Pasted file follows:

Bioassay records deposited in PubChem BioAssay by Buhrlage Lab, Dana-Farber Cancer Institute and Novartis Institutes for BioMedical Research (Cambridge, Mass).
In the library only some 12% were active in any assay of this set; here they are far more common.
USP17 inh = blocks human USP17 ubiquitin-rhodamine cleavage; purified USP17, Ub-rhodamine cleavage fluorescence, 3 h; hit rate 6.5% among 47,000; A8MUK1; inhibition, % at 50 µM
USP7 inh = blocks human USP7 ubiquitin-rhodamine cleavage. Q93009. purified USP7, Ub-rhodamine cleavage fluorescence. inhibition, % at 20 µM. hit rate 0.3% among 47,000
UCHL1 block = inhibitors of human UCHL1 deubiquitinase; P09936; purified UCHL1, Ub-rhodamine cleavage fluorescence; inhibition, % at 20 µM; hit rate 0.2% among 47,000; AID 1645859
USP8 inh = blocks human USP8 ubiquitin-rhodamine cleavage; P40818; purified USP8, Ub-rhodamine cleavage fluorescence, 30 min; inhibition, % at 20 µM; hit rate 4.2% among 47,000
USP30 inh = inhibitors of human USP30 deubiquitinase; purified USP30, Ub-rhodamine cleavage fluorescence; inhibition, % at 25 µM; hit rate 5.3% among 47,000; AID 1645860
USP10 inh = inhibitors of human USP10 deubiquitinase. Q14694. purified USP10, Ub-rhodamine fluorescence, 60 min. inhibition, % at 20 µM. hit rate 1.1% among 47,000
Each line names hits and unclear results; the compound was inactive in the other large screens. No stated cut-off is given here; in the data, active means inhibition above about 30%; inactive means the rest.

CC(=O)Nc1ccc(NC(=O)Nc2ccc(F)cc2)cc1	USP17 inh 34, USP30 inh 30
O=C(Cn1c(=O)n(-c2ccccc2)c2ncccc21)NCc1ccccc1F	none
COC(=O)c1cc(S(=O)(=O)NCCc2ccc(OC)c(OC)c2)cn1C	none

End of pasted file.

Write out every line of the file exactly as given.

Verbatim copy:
Bioassay records deposited in PubChem BioAssay by Buhrlage Lab, Dana-Farber Cancer Institute and Novartis Institutes for BioMedical Research (Cambridge, Mass).
In the library only some 12% were active in any assay of this set; here they are far more common.
USP17 inh = blocks human USP17 ubiquitin-rhodamine cleavage; purified USP17, Ub-rhodamine cleavage fluorescence, 3 h; hit rate 6.5% among 47,000; A8MUK1; inhibition, % at 50 µM
USP7 inh = blocks human USP7 ubiquitin-rhodamine cleavage. Q93009. purified USP7, Ub-rhodamine cleavage fluorescence. inhibition, % at 20 µM. hit rate 0.3% among 47,000
UCHL1 block = inhibitors of human UCHL1 deubiquitinase; P09936; purified UCHL1, Ub-rhodamine cleavage fluorescence; inhibition, % at 20 µM; hit rate 0.2% among 47,000; AID 1645859
USP8 inh = blocks human USP8 ubiquitin-rhodamine cleavage; P40818; purified USP8, Ub-rhodamine cleavage fluorescence, 30 min; inhibition, % at 20 µM; hit rate 4.2% among 47,000
USP30 inh = inhibitors of human USP30 deubiquitinase; purified USP30, Ub-rhodamine cleavage fluorescence; inhibition, % at 25 µM; hit rate 5.3% among 47,000; AID 1645860
USP10 inh = inhibitors of human USP10 deubiquitinase. Q14694. purified USP10, Ub-rhodamine fluorescence, 60 min. inhibition, % at 20 µM. hit rate 1.1% among 47,000
Each line names hits and unclear results; the compound was inactive in the other large screens. No stated cut-off is given here; in the data, active means inhibition above about 30%; inactive means the rest.

CC(=O)Nc1ccc(NC(=O)Nc2ccc(F)cc2)cc1	USP17 inh 34, USP30 inh 30
O=C(Cn1c(=O)n(-c2ccccc2)c2ncccc21)NCc1ccccc1F	none
COC(=O)c1cc(S(=O)(=O)NCCc2ccc(OC)c(OC)c2)cn1C	none